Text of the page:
Computers and other electronic devices seized from Erin Patterson’s home will be used in sentencing for three murders, a court has heard.
Patterson appeared in the LaTrobe Valley Magistrates’ Court on Friday where she was told she will remain behind bars until at least May next year.
The court heard the case will focus on the suspected killer’s computer data, with specialist dogs used in a raid on her home in Leongatha on Thursday.
Erin Patterson appeared in court Friday
Patterson made no attempt to apply for bail and Judge Tim Walsh told the alleged killer he had no authority to grant bail even if she had applied.
Her attorney, Bill Doogue, addressed his client shortly before the hearing began to explain her immediate fate.
The experienced lawyer is expected to submit a bail application in the coming weeks.
Patterson appeared disheveled when she first appeared in court.
Patterson wore a beige sweater and tortoiseshell glasses. Patterson’s hair appeared matted and disheveled as she sat behind bulletproof glass in the prison dock.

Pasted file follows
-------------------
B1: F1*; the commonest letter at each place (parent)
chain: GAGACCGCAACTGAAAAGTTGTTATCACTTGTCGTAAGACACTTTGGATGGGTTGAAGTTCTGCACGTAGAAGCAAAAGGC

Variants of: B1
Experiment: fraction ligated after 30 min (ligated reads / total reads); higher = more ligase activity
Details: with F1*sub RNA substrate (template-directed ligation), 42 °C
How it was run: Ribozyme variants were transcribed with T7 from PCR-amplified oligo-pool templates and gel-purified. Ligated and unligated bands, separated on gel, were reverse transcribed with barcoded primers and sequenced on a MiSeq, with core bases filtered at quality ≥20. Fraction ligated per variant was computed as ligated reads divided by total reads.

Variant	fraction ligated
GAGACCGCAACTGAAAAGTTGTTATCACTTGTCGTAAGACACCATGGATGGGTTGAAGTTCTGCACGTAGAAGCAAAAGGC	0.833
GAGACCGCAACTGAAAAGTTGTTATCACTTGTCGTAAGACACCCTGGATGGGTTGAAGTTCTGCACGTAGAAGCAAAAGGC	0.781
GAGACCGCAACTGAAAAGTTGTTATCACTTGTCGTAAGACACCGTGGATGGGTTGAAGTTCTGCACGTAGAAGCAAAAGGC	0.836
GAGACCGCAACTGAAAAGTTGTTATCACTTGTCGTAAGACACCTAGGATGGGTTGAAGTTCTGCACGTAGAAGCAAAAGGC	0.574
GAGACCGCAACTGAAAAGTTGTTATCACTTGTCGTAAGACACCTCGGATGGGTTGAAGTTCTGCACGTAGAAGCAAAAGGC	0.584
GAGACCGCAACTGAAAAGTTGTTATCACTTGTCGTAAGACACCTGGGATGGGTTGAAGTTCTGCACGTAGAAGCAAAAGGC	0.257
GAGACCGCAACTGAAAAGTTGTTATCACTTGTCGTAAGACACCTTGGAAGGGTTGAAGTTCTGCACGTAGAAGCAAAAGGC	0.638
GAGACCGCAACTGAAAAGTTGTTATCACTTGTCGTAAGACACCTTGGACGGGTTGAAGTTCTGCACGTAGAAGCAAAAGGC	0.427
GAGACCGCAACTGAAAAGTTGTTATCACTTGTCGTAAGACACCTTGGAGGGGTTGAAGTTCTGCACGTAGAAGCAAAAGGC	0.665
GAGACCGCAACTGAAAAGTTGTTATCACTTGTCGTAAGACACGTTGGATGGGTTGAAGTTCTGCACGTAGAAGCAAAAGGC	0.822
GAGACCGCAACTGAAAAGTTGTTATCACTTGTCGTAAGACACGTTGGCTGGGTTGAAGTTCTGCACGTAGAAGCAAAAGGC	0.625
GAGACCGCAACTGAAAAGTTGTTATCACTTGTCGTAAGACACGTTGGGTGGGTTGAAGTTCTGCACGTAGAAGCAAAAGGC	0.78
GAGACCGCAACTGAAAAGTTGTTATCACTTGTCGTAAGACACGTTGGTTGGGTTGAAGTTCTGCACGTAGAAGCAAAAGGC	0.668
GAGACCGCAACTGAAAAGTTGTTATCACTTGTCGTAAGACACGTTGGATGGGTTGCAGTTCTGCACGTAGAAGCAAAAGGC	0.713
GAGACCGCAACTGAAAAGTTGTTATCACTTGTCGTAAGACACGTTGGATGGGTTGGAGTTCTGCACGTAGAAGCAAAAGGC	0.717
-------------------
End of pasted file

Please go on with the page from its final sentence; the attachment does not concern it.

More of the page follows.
Surrounded by two burly guards wearing bulletproof vests and goggles, Patterson appeared uneasy as she watched the brief hearing.
Patterson spoke quietly as the judge addressed him, nodding and forcing an uncomfortable smile.
Homicide detectives asked the court for a whopping 20 weeks to compile their evidence against the suspected triple murderer.
A police prosecutor said the time was needed to allow police to forensically analyze new evidence they recovered from her home on Thursday.
A specialized team of police investigators searched Ms. Patterson’s home on Thursday, where the fatal family dinner took place on July 29.
Forensic experts were seen rummaging through a cluttered garage next to the house and combing the interior of their red MG ZS SUV in the property’s driveway.
Investigators also deployed specially trained “technology sniffing dogs” who can detect USB memory sticks and SIM cards to help search the property.
Erin Patterson enters Wonthaggi police station, where she was charged with three murders on Thursday
The prosecutors’ request caused Mr. Walsh some concern because it questioned the amount of time required.
“20 weeks of analyzing computer equipment in a triple murder?” he quipped.
“Was the informant confident that he had enough evidence to charge this lady yesterday?”
The court heard detectives wanted to submit an “extensive” evidence brief against Patterson.